Careers in Botany - An adventure, this is my job!!
David M. Spooner - BOTANIST, USDA Agricultural Research Service; Vegetable Crops Research Unit, Professor,
Department of Horticulture, University of Wisconsin, Madison, Wisconsin
Ever since I could remember all I ever wanted to be was a botanist. As a child
I pretty much lived in the various woods near our home in southwestern Ohio,
and knew every trail and creek bed by heart. I spent hours climbing trees, turning
over rocks looking for snakes and salamanders, and fishing. I was always curious
about what the plants were called. Another dream was to be a traveler, and I
still remember our first-grade reader that showed a guy who parked his convertible
on a hilltop, overlooking far away vistas. I am still searching for that book,
but my grade school has no record of their 1954 first grade readers.
I experienced my first "botany class" in fourth grade, when our teacher
gave us an assignment to
make a leaf collection and identify the trees. My parents helped me find a tree
book in the local library and I was hooked on taxonomy for life. My teachers
Peterson's Field Guide to the Eastern Wildflowers, and I eventually used illustrated
Weishaup and Braun's floras of Ohio, Stausbaugh and Core's Flora of West Virginia,
Flora of Michigan.
I was lucky enough to go to Miami University in Ohio, and signed up for Hardy
dendrology course as soon as I could, and took all the botany classes offered.
After graduation I
spent three years stationed in Washington DC in the Army, and spent weekends
Chesapeake and Ohio Canal towpath, Rock Creek Park, and the eastern seaboard.
By that time I
was using Gleason and Cronquist's Manual of Vascular Plants of the US and Adjacent
and had a goal of knowing every plant in the flora area.
After the Army I received a Master's degree at Ohio University, and was first
upset at my advisor
Robert Lloyd for not letting me do research on Athens County floristics (doing
surveys of plants
in an area). At his insistence I delved into plant evolution books by Verne
Stebbins, and Davis and Heywood. Stebbins's Evolution Above the Species Level
and his theories
on apomixis and its effect on difficult species complexes became my new passion.
I did my
Master's research on an embryological study of a potentially apomictic plant,
the wild mustard
Dentaria laciniata. After graduation I bought a cabin in the southern Ohio hills,
microscope, and for two years lived alone identifying plants and thoroughly
enjoying nature. It
was a wonderful time I will never forget, and I lived the dream of a lifetime.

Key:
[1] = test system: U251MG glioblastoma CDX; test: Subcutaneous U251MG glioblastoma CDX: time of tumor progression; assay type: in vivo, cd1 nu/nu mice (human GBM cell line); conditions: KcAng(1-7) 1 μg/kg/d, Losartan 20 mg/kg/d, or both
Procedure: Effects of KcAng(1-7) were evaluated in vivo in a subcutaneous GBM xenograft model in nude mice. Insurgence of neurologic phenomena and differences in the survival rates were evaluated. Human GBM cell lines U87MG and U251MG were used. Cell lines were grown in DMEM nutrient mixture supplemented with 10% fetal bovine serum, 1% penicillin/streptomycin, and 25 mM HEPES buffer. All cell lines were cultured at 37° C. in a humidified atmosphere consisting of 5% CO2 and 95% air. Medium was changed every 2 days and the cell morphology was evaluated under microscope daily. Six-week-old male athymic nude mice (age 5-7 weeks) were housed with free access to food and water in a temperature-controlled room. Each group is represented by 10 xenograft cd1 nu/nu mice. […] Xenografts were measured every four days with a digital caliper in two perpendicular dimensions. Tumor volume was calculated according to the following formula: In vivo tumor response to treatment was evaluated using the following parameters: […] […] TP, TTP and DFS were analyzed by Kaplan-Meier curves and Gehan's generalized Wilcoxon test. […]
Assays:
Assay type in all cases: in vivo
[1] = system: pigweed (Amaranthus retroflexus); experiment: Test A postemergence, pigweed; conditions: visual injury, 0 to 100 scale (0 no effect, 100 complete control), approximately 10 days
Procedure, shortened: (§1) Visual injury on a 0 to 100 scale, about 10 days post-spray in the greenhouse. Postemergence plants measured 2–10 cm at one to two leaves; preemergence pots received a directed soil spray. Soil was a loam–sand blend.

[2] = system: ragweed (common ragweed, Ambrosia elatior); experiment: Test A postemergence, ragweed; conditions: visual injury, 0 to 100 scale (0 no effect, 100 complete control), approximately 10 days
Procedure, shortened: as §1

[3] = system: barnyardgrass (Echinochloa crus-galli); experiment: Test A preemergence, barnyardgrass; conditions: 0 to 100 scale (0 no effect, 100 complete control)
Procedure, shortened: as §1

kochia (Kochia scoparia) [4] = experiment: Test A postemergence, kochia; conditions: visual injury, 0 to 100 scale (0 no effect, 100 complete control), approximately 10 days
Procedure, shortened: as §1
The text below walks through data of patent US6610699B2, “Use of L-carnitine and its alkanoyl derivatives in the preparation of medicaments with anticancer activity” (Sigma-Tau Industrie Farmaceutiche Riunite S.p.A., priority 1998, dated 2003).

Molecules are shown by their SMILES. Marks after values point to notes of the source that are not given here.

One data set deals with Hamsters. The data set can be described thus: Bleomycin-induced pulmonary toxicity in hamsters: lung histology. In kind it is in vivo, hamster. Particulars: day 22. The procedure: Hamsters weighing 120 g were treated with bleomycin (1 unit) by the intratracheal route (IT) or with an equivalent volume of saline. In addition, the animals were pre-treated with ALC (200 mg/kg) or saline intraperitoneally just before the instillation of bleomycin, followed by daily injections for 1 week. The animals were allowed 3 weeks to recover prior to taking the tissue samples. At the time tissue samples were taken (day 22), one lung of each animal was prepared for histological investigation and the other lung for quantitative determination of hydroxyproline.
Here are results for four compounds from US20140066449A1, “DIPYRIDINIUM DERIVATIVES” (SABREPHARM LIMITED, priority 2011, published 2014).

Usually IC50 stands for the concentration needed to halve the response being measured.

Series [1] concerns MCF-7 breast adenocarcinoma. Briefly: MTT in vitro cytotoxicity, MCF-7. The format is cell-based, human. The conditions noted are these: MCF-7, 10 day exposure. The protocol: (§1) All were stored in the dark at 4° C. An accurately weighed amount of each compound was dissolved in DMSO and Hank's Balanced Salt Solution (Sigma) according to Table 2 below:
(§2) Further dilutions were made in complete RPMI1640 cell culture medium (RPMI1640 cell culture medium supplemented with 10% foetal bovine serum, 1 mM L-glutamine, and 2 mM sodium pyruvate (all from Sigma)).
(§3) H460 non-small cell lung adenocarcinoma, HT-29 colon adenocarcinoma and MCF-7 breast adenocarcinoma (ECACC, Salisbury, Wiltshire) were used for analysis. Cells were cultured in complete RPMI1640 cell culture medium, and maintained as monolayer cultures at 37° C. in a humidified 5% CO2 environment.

After that, I got a job as a field botanist for the Ohio Department of Natural
Areas and Preserves
and was able to put my plant identification skills and love of roaming to good
use. It was a dream
job, spending five months a year walking throughout much of southeastern Ohio
looking for rare
plants and potential new nature preserves. I never thought I would tire of that
job, but I had to
stop exploring southward at the Ohio River boundary. I always wanted to explore
This dream was fulfilled by getting admitted to Tod Stuessy's research program
at Ohio State
University. Stuessy treated his students as professionals from the first day
and always addressed
us as "The world's expert on whatever your study group was." It was
a heady time, and I spent
seven months collecting the genus Simsia throughout Central and South America.
systematists Daniel Crawford and Ronald Stuckey, Ohio State University was a
for systematics research. The best training I had there, to prepare me for the
demands of a
professional career, was mandatory attendance to the departmental seminar series,
meeting the speakers afterwards, presentation of my research on a yearly basis
at state and
national meetings, and evening journal club. It was frightening to present my
work in front of a
critical audience but it gave me confidence in my work and myself. Giving talks
is now one of
the favorite parts of my job.
After graduation I got my present job as a Research Botanist with the USDA Agricultural
Research Service in the Vegetable Crops Research Unit in Madison Wisconsin.
at this location are given faculty appointments at the University of Wisconsin
and have to work
through the tenure process to stay at this location. This truly is a dream job.
The USDA hires and
retains scientists to be leaders in their research areas, and productive scientists
are given freedom
to direct their own programs within the context of their job assignment.
An active research program depends on funds. A recent NSF grant with Lynn Bohs,
Nee, and Sandra Knapp is focused on writing a world-wide monograph of Solanum
(http://www.nhm.ac.uk/botany/databases/solanum/). Much of my time is spent writing
papers, and much of the productivity of the lab is due to Sarah Stephenson,
the USDA lab
technician (upper left) and graduate students, such as Flor Rodríguez
and Francisco Villamon
who perform lab and field work (below).
Wild and cultivated potatoes (botanically classified as the genus Solanum,
section Petota) grow
entirely in the Americas. About 30 species grow in North and Central America,
and about 150
species in South America. They grow from the southwestern United States to southern
(beginning at upper left and going clockwise) dry deciduous forests (here in
high upland grassland "punas" (western Venezuela), sea level (one
of the hundreds of islands in